Show Don’t Tell: Experiential Marketing Campaign Conveys Impact of Food Waste

Feedback Experiential Marketing Campaign Feeds 10,000 in NYC. Photo by Kristin Twiford.

Today the global nonprofit Feedback is leading an effort to feed 10,000 people in New York City through its Feeding the 5000 campaign. Every meal served is made from fresh food that would have otherwise been wasted.

The nonprofit and its partners, including the Rockefeller Foundation, the New York City Mayor’s Office and City Harvest teamed up to hand out 5,000 lunches in Union Square, and 5,000 more through City Harvest’s networks.

The event in Union Square was a classic example of show don’t tell. Passersby got to watch cooking demonstrations, see the food being prepared, and participate in a number of interactive experiences.

“The impact that we want to have is first of all to show that all of this perfectly delicious food shouldn’t be wasted, it should be enjoyed by everyone,” said Feedback’s Global Campaigns Manager for Feeding the 5000, Dominika Jarosz, “and secondly, the wider impact is we want to mobilize an international revolution against food waste.”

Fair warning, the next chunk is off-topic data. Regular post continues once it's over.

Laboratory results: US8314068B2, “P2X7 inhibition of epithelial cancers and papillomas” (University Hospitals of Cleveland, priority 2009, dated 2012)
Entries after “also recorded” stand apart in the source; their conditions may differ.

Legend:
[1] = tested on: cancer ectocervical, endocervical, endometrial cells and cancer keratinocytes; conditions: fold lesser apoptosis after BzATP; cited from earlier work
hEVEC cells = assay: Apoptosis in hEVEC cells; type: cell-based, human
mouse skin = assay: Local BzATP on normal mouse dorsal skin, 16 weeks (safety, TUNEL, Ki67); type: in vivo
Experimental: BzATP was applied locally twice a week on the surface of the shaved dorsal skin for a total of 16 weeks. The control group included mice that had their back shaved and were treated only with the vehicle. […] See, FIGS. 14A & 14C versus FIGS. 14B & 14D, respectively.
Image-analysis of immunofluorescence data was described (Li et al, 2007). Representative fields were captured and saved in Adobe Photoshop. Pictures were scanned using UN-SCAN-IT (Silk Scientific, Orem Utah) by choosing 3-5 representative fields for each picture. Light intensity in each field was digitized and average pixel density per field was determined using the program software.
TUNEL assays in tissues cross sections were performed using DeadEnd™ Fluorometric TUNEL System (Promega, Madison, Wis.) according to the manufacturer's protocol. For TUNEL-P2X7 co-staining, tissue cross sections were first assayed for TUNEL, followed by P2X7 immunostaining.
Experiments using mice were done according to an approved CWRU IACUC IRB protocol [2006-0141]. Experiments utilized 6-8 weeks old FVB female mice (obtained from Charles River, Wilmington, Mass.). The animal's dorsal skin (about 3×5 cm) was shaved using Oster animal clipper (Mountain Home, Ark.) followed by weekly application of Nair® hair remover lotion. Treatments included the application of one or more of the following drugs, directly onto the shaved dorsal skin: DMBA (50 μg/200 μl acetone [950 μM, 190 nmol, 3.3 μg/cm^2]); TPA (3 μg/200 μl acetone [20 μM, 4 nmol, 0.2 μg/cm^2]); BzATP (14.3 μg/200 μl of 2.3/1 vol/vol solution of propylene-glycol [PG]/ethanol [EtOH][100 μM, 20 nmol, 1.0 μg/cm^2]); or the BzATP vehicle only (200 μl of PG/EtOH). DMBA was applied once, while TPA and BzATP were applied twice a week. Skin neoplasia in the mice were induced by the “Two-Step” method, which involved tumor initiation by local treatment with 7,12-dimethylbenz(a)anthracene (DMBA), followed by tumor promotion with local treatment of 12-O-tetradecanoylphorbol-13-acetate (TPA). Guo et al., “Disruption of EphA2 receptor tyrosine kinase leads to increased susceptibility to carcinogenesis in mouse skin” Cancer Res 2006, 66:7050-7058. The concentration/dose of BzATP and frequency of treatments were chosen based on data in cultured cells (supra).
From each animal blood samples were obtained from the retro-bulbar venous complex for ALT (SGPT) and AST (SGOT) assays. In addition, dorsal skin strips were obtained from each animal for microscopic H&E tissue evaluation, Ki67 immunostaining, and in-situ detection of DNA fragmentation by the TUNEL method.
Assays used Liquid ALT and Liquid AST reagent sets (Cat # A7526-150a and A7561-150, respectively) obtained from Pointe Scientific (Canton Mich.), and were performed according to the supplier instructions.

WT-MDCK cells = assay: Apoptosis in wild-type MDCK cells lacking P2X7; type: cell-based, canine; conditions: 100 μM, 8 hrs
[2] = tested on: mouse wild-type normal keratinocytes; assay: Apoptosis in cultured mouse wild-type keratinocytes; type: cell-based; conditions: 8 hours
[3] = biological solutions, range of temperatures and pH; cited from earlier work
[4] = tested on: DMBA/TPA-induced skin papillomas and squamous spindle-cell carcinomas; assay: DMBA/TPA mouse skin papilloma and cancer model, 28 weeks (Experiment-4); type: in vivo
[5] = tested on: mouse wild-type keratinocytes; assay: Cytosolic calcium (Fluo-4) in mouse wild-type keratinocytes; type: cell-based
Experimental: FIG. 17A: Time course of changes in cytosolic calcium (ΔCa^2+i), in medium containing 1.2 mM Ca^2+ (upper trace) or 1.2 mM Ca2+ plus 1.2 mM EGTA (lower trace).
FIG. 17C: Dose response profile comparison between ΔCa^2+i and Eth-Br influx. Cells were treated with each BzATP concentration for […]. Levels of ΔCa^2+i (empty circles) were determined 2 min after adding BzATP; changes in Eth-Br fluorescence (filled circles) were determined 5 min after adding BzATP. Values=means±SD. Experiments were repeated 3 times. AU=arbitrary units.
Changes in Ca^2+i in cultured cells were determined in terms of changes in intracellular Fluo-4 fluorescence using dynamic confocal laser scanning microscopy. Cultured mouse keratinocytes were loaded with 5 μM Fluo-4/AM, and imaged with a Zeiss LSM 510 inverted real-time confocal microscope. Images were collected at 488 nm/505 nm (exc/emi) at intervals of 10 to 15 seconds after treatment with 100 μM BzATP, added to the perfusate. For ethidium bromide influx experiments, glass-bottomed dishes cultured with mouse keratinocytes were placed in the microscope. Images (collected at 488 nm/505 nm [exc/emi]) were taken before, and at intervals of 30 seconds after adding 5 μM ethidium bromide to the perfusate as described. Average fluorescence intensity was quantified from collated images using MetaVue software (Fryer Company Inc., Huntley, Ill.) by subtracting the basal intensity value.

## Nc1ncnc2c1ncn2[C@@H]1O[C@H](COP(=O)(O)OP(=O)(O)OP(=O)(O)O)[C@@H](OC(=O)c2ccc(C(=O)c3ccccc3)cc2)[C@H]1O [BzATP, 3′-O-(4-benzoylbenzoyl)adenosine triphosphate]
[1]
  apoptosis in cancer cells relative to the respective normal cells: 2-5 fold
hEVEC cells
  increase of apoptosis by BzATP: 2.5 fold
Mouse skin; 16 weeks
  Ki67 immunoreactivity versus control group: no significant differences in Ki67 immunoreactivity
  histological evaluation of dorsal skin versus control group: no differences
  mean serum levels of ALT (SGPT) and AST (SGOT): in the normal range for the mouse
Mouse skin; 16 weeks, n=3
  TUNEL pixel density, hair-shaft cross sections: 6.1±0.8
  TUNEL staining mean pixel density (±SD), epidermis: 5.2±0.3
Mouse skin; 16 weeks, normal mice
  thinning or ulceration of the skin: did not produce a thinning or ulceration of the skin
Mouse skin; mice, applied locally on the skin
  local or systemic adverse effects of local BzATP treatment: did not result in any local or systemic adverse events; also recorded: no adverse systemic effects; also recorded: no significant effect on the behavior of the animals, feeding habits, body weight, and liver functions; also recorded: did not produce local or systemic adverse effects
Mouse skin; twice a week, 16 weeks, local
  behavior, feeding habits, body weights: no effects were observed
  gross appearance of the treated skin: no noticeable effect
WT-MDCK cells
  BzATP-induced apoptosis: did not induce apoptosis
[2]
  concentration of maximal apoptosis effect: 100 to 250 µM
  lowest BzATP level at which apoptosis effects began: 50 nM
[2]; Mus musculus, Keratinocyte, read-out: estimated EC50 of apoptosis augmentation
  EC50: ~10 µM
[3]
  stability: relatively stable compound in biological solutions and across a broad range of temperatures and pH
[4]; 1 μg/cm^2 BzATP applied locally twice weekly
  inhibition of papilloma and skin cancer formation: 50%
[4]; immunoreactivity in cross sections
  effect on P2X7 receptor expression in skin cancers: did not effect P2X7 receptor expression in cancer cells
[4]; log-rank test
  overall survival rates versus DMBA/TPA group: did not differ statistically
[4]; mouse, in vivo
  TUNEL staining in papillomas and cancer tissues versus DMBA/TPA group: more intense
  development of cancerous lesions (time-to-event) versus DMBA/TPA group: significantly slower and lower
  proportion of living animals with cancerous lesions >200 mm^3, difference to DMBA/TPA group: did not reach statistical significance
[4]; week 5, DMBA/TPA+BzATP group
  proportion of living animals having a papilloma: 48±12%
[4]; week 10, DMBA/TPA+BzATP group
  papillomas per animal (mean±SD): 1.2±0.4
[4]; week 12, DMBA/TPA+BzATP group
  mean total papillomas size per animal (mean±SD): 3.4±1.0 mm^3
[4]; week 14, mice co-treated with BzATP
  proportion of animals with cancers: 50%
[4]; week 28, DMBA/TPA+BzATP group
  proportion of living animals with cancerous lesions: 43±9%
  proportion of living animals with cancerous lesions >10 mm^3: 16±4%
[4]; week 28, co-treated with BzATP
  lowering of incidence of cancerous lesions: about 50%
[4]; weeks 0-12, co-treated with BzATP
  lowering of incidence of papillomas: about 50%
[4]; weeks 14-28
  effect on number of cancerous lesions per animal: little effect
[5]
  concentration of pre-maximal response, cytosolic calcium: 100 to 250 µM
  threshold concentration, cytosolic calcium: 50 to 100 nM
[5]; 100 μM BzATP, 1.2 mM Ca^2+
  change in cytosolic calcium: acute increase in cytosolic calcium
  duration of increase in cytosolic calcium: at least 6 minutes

Jarosz explains that as passersby grab a free lunch, stop by vendor booths and share their personal experience on social media, they help Feeding the 5000’s message reach a broader audience.


Feedback’s partner organizations set up booths to educate New Yorkers about the impact of food waste as they passed by during their lunch break. Many of them created opportunities for photo ops and encouraged people to share their experience online.

For example, the Center for Biological Diversity set up a photo booth with fun animal masks, and told passersby about how food waste affects wildlife.

A snapshot from the Center for Biological Diversity's photo booth. Photo by Kristin Twiford.

A snapshot from the Center for Biological Diversity’s photo booth. Photo by Kristin Twiford.

Sustainable America invited passersby to try out their “blender bike,” a stationary bike that powered a blender attached to the handlebars. How can anyone say no to that photo op? Riding a bike and making a smoothie all at once! Check out this video to hear from Sustainable America on why the “blender bike” was the perfect way to show, not tell people about eliminating food waste.


The Takeaway

Experiential marketing is a powerful way to share a message. Not only are the people who walked through Union Square today going to tell their friends about the ratatouille they ate from ingredients that would have otherwise been wasted, but they’re also going to post pictures of that ratatouille and their “blender bike” smoothie on social media. And, as Jarosz pointed out, they will take ownership of their experience and tell the story in their own way. Here’s a taste of their stories!

Cover photo by Kristin Twiford.

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